Celebrating 60 Years of Tenacity
How do you maintain spiritual focus in a material world
teeming with every imaginable distraction?
Is there a way to perpetuate a moment of inspiration,
not allowing it to dissipate under the weight of our burdens?
How do we keep our values aligned when we have bills to
pay, promises to keep, a workload that never seems to go
How can your soul’s voice be heard amidst the surrounding
din and congestion?
What should we do when doubts creep in, when uncertainty
and other debilitating forces weaken our resolve?
How do we overcome adversary and all those detractors who
cynically dismiss our noble and virtuous efforts?
Why do some people seem to have the strength and courage
to prevail over challenges, and others do not? Where does
their certainty and power come from? And can we all access
The answer to these and many other similar questions is
given to us in – what may seem to some, a surprising
place – a Chassidic discourse, studied by many people
during this time of year.
Sixty years ago this week (the 10th day of the
Hebrew month of Shevat 1950) my mentor’s mentor (Rebbe’s
Rebbe) ascended on high. His name: Rabbi Yosef Yitzchak
Schneerson, the sixth Chabad Rebbe. The last discourse he
published in his lifetime was issued for study that very
day. The Chassidic discourse, titled Basi L’Gani,
Come to my Garden (a verse in Song of Songs), consists of
When Rabbi Yosef Yitzchak’s son-in-law, Rabbi Menachem
Mendel Schneerson, assumed leadership of the movement, he
began his first discourse with the same verse, and elucidated
on the original discourse. Every year hence, on this day,
Yud Shevat, the Rebbe would focus, in consecutive order,
on another one of the twenty chapters of the discourse,
in 1952 – chapter two, 1953 – chapter three, concluding
with chapter twenty in 1970. Then he began the order again.
Based on this cycle, this year, 2010 (5770), corresponds
to the 20th and final chapter of Basi L’Gani.
What is the theme of chapter twenty? Unwavering spiritual
fortitude, determination and commitment in face of the challenges
that we face living in self-indulgent material universe.
Esoteric in tone, this chapter, when deciphered, is as
practical and relevant as any message you will ever hear.
Briefly, the chapter discusses the harsh challenges our
pure and innocent souls face in a selfish and corrupt world.
The soul, he explains, originates in a very pristine and
sublime state – seamlessly bound to its Divine source.
In that state no duality exists; the soul’s identity
and agenda is one with the Divine plan. But then this pure
soul descends into the physical body and material plane,
which is dominated by different and conflicting self-interests.
Your integrated soul is an alien in this fragmented world,
creating radical dissonance. Yet, this drastic descent is
precisely the purpose of all existence: So that the soul
can repair the schism and overcome – and refine –
the temptations and seductions of the physical body and
the material universe.
This process demands enormous effort and exertion. The
soul must fight a grueling battle to conquer the relentless
pull of materialism.
Just as we become spiritually inspired, the “animal
soul” unleashes its fury, assaulting our psyches and
unsettling us with every type of distraction; at times,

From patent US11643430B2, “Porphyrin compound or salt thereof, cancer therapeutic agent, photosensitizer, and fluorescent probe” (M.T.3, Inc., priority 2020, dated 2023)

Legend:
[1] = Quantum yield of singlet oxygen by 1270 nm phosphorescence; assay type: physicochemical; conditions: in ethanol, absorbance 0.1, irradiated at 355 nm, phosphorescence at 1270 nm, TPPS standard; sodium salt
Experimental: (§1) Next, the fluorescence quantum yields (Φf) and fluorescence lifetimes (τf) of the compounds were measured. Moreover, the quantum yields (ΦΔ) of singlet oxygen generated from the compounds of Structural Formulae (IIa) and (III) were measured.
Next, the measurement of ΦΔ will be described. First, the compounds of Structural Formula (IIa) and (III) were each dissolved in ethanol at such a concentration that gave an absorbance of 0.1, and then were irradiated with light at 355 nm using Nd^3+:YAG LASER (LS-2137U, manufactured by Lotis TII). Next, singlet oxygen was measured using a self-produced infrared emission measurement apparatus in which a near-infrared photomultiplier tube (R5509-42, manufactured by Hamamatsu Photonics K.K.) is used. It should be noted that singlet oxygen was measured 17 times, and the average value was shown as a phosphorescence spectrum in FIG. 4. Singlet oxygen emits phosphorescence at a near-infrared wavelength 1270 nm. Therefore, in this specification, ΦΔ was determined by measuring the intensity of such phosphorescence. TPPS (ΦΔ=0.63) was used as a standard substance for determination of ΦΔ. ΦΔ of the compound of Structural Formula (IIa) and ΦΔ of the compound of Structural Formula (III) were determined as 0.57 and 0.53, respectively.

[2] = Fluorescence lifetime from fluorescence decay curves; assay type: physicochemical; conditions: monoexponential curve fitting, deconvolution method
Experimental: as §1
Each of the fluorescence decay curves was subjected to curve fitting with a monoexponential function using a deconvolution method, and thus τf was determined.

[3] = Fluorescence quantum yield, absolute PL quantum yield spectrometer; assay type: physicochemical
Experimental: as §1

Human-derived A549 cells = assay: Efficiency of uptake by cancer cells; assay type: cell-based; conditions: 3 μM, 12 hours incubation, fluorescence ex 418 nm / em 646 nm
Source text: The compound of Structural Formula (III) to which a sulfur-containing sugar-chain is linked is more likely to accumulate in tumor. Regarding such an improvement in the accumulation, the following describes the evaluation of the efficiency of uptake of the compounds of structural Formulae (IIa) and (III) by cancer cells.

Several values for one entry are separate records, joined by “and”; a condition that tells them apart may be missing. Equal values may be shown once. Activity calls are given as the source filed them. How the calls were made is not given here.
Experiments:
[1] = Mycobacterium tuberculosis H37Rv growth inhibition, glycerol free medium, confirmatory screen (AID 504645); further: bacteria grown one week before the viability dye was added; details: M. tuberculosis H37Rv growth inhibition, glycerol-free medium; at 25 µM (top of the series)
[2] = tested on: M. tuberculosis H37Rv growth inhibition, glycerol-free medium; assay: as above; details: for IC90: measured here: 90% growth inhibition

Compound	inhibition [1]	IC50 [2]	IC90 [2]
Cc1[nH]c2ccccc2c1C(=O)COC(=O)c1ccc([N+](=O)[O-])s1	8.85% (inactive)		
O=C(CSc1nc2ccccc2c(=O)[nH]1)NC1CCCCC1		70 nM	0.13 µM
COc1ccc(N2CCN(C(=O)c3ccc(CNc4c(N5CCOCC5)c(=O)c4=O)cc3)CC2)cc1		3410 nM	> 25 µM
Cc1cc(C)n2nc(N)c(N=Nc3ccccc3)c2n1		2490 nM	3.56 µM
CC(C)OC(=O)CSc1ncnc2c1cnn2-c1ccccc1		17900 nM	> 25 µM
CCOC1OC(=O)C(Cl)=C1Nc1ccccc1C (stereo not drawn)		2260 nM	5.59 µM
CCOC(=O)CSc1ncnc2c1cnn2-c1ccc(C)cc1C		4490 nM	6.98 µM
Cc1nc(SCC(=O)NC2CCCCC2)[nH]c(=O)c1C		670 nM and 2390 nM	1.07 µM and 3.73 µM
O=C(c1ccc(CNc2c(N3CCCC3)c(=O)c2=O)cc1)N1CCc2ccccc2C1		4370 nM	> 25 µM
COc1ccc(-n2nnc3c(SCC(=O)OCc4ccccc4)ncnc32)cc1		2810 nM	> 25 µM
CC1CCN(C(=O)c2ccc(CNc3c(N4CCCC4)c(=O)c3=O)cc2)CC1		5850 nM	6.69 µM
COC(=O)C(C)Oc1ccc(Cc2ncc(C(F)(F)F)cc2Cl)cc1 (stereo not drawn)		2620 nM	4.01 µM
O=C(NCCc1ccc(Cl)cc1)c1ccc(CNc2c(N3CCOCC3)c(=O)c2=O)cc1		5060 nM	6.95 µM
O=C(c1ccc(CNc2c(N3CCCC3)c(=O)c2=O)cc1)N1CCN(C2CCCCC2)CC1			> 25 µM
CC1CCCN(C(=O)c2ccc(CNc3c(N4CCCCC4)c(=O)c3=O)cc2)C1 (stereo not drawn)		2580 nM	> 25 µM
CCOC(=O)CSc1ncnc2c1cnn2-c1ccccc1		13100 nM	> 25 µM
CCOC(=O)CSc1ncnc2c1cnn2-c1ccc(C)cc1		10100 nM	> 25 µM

overwhelming us with baseless doubts and fears.
The only way to triumph in this battle is to muster the
deepest resources of the soul – the enormous, unwavering
power of Netzach – which emerges only in the face
of adversary. Rooted in the core of the soul (beyond all
other revealed faculties), Netzach (literally “victory”)
is sheer determination – total and absolute commitment to
forge ahead despite any challenge, unknown and doubt.
The energy of Netzach comes from a deep-rooted belief
in who you are and what you need to accomplish; embracing
what you believe in and not allowing anything to stop you
from getting it.
We access this power precisely when we are under attack.
When we fight to live virtuous lives in a corrupt world,
when we stand up firmly for justice and morality, when we
combat selfishness, our own or others, our conviction evokes
the deepest Divine, spiritual resources. As demonstrated
with the example of an actual war: When a leader is threatened
and goes to battle, the drive to win causes him to unlock
his most precious treasures and resources, ones that have
never before been seen, anything to help him prevail. The
challenges of life, thus, become catalysts that ignite our
deepest strengths. The greater the adversary, the more powerful
are the forces of certainty we awaken and the more determined
we are to succeed.
Complacency is the root of weak resolve. By contrast, when
we feel that our spiritual identity is threatened and we
fear betraying our own highest aspirations, this danger
stimulates new energies and will power, which draws out
the unshakeable core of the soul rooted in the unshakeable
Essence of the Divine.
There is no greater gift than the gift of determination:
The absolute certainty that you are precious and indispensable;
that you are on a mission championing a cause; that the
place and time in which you find yourself is exactly where
you belong; and that you have the power to make your unique
mark on the universe.
So the secret to access inner strength and resolve is by
looking at our own doubts and procrastination as an “enemy.”
Define the enemy and then gather all your inner strengths
to go into battle. Allow your enemy to empower you. When
the challenge seems particularly formidable, act counterintuitively:
Instead of retreating, obstinately commit, with suprarational
tenacity, to fulfill your mission to refine your corner
of the world.
When you make that netzach commitment, your inner
soul, fed by the indomitable Divine, will carry you.